Tang Prize winner to visit Taiwan in April

2018/03/14 21:24:09 fontsize-small fontsize-default fontsize-big
Former Norwegian Prime Minister Gro Harlem Brundtland/CNA file photo

Former Norwegian Prime Minister Gro Harlem Brundtland/CNA file photo

Taipei, March 14 (CNA) Former Norwegian Prime Minister Gro Harlem Brundtland, winner of the 2014 Tang Prize in Sustainable Development, will visit Taiwan in April to attend the Gro Brundtland Week of Women in Sustainable Development slated to take place March 28-April 3 at National Cheng Kung University (NCKU) in Tainan.

Brundtland is also expected to attend an April 2 seminar on sustainable development in public health and environment at Academia Sinica in Taipei.

She will deliver a keynote speech April 3 on a look back at international cooperation to achieve the United Nations' sustainable development goals over the past 30 years and receive an honorary doctorate from NCKU.

Brundtland has been a global leader in promoting sustainable development for the benefit of humanity for more than 30 years.

In the 1980s, she gained international recognition through her championing of the principle of sustainable development as chair of the World Commission of Environment and Development (the Brundtland Commission).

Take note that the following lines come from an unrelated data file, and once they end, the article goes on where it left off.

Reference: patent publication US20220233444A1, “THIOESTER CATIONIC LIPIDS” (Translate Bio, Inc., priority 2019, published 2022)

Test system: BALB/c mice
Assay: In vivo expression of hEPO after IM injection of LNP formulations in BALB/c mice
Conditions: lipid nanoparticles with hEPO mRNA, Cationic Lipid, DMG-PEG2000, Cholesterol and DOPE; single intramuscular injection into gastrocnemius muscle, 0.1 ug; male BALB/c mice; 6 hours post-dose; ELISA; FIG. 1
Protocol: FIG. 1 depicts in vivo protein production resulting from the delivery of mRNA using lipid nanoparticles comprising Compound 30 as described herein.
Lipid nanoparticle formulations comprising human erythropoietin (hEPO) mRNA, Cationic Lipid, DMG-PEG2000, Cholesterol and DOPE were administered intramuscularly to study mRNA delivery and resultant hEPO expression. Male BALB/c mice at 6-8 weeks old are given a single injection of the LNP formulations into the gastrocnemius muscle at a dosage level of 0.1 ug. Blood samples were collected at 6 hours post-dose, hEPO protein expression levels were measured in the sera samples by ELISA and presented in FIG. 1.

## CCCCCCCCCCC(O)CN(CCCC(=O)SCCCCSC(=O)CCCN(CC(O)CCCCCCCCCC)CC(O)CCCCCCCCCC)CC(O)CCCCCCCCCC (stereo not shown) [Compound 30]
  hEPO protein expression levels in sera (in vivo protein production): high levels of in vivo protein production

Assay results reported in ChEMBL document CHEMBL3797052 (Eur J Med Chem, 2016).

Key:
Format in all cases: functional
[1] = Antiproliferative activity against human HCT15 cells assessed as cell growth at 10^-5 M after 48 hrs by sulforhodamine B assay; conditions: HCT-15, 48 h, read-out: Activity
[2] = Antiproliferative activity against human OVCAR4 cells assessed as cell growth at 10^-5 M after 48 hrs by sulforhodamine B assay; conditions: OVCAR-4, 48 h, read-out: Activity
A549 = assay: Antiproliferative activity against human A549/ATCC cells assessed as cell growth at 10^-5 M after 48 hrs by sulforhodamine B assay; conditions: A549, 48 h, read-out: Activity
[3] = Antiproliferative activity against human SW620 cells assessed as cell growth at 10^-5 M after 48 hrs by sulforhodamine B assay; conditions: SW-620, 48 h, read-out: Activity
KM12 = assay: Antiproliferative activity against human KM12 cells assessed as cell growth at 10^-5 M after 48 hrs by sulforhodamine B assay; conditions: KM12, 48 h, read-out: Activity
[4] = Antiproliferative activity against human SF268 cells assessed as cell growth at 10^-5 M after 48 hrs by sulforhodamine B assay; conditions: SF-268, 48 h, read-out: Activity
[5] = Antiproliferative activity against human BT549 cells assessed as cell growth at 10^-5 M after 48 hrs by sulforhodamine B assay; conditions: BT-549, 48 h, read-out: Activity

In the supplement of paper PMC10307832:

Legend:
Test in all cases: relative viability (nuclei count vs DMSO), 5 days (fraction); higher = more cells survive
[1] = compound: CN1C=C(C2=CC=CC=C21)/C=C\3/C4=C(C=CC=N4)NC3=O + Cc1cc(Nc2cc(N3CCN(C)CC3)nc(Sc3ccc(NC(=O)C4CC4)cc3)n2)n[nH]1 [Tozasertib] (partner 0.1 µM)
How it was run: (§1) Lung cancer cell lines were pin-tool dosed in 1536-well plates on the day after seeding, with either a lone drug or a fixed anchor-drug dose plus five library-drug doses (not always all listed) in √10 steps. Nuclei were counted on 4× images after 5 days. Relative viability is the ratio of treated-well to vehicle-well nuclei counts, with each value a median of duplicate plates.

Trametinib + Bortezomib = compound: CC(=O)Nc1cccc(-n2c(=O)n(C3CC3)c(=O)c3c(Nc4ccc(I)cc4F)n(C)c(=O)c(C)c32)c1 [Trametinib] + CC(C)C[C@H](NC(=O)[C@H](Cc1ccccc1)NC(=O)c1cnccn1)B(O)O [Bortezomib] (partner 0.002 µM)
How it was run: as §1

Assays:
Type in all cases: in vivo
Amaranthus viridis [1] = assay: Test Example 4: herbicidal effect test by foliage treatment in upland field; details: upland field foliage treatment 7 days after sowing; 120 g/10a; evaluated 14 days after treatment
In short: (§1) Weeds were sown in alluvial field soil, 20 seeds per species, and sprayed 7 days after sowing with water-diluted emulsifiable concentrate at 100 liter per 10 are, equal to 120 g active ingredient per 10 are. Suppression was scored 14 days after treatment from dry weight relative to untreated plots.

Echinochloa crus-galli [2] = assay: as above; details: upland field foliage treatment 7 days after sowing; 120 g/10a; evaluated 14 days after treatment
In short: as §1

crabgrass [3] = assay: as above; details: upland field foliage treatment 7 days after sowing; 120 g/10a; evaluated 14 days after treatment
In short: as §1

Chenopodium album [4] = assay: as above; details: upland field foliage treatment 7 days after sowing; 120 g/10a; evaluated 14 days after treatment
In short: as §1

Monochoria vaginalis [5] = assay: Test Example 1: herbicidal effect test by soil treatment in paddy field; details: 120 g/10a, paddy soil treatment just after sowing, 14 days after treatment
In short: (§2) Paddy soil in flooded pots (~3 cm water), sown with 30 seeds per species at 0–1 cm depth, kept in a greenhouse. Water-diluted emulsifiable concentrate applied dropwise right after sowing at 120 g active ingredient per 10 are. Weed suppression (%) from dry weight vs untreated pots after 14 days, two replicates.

The commission published a 1987 report titled "Our Common Future," which defined sustainable development as "development that meets the needs of the present without compromising the ability of future generations to meet their own needs."

The report had a far-reaching impact on both the academic and political arenas.

Brundtland became Norway's first woman prime minister in 1981 and served three terms. She is a strong advocate of the feminist cause and in 1986 formed a groundbreaking government in which almost half the ministers were women, while the parliament contained over 40 percent women.

When she won the Tang Prize in 2014, she was awarded NT$40 million (US$1.37 million) in prize money, as well as a NT$10 million research grant. She donated half of the grant to NCKU to support female scientists.

(By Chen Chih-chung and Evelyn Kao)

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